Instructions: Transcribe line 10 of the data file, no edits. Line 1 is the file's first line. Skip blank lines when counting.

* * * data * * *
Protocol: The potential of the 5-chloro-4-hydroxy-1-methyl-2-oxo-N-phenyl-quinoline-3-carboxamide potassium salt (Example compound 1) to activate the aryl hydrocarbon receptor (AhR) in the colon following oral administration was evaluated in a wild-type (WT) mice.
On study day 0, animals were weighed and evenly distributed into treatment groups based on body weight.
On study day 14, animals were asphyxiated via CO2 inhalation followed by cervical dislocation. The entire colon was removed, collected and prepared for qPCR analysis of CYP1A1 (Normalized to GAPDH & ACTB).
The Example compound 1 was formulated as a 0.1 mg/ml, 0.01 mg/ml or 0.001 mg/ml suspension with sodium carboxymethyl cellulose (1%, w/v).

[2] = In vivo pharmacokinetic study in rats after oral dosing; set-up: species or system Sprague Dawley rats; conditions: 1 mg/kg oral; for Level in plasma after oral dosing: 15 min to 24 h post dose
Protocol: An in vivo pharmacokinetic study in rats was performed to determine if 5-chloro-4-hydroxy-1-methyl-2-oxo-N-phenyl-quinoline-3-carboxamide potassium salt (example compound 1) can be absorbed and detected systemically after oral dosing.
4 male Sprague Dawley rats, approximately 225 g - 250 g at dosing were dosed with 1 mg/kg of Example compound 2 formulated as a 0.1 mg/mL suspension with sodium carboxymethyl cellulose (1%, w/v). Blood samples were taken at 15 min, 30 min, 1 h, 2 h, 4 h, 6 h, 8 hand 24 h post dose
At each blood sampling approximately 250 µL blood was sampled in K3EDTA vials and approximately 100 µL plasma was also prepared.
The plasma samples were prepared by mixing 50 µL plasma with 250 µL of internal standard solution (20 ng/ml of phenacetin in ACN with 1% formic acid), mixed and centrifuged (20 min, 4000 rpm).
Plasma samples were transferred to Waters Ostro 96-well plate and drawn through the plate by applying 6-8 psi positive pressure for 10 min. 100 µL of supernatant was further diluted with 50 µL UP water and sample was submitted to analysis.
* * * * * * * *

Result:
Plasma samples were transferred to Waters Ostro 96-well plate and drawn through the plate by applying 6-8 psi positive pressure for 10 min. 100 µL of supernatant was further diluted with 50 µL UP water and sample was submitted to analysis.